The Time Machine

The future is brought to you from the past in this musical adaptation of H. G. Wells’ The Time Machine as producer Miss Carrie and her mysterious singing guest record a radio broadcast in the 1950s, retelling the time-travellers’story. The material of Wells’ novel is lovingly converted and spookily scored into musical form and the story fits snugly into the hour time slot without feeling truncated or rushed, even leaving enough room to build up the world of 1950s Woking and develop the relationship between the characters in this two-hander show. It’s a classic story; an inventor ahead of his time (metaphorically and literally) defies the disbelief of his peers to experience the future world where mankind has divided into a flower-picking Eloi and their subterranean brethren, the Morlocks, who prey on them. It’s well told, with large chunks of narration lifted from the text breaking up the songs, and goes down as smoothly as a glass of whiskey enjoyed in an old armchair by the fire.

It’s worth seeing just to watch Sharman noisily inhale an apple

Sung and narrated by the shows composer Laurence Owen the overall impact of the show is, as a result, entirely contingent on the pace and energy of his performance. Though Owen gave a polished performance, with pleasing 50s cable-knit charm and succeeded in satisfying our ears with his rich tones and amusing character voices, our eyes were left somewhat wanting as his sometimes noncommittal physicality prevented him from being a truly magnetic presence on stage. Somewhat perversely, the problem arose from the radio show format being too successful; it raised the pressing and unresolved question of why this was performed as a theatre piece at all and not a radio play. I couldn’t shake off the feeling as I left that I might have preferred the show had I been listening to it on Radio 4 as I did the washing up.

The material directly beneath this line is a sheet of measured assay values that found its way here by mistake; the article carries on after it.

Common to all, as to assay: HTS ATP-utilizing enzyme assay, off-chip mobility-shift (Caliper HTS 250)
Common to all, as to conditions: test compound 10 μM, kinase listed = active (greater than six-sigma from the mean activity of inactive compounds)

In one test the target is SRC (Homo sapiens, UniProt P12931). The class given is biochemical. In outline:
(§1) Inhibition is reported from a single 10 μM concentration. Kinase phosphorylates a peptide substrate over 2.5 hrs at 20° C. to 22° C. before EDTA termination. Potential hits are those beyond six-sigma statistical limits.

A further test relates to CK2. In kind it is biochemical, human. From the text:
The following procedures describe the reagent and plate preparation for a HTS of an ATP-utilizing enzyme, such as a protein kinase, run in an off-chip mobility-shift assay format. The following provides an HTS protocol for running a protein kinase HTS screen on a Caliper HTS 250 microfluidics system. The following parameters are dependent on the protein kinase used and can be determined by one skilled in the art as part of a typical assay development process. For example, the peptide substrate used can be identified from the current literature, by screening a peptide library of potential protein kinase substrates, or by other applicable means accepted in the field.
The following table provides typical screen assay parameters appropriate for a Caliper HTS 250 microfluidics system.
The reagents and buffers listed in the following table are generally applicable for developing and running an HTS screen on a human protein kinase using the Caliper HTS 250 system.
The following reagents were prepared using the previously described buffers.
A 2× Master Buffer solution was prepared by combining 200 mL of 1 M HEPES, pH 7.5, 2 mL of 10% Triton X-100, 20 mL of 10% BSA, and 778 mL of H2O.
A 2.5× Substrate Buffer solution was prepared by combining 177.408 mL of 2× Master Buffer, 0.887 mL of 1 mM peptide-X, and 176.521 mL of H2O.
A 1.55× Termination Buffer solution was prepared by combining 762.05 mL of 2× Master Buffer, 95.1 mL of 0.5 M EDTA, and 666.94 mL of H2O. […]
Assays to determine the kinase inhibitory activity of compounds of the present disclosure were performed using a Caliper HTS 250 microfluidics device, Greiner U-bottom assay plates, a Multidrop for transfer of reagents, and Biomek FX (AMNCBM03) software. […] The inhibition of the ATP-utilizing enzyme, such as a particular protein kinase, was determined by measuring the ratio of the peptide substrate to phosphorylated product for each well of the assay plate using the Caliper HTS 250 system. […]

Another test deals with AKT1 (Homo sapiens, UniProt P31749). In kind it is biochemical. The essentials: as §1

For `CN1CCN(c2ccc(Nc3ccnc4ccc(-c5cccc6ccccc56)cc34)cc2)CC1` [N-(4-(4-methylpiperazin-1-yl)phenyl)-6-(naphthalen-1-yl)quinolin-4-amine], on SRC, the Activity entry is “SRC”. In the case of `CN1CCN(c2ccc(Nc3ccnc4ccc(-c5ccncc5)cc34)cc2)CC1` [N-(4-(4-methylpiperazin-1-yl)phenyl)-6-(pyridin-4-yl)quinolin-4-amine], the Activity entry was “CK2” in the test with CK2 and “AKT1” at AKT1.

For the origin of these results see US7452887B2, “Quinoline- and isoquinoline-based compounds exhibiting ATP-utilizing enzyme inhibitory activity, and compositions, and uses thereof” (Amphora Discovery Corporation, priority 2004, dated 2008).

Lindsay Sharman played the role of the show’s producer, seated to one side making the sound effects for Owen’s reading. Like the apple she demolished into her microphone as though a hungry horse, all in the name of authentic sound effects, Lindsay Sharman’s performance was crisp and provided a juicy tang whenever she popped up from her producer’s desk. Her Foley artistry often stole the show and won big laughs, whilst the lyrics, charming and witty though they were, were not always met with such appreciation. This being said, there were warm smiles could be seen throughout and the bar at the back was much appreciated.

The show was at its strongest when it gave into absurdity and whimsy (the song about crabs was a highlight) and it’s worth seeing just to watch Sharman noisily inhale an apple, but I couldn’t help wishing I’d finished off the washing-up as well by the time it was done. 

Reviews by Millie Foy

Pleasance Courtyard

Natalie Palamides: LAID

★★★★★
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Glenn Wool: Viva Forever

★★★★
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The Time Machine

★★★

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The Blurb

HG Wells's sci-fi masterpiece is reborn as a brand new musical adventure. Original songs, a rip-roaring score, and live sound effects from 800,000 years in the future! Written and performed by film composer Laurence Owen and comedian Lindsay Sharman. In association with Seabright Productions. Malcolm Hardee Award winner 2015. ‘A tour-de-force’ **** (Skinny). ‘Brilliantly written and remarkably scored’ **** (BroadwayBaby.com). ‘Ridiculously clever... Not many performers take your breath away with their talent. Laurence Owen does’ **** (Scotsman).

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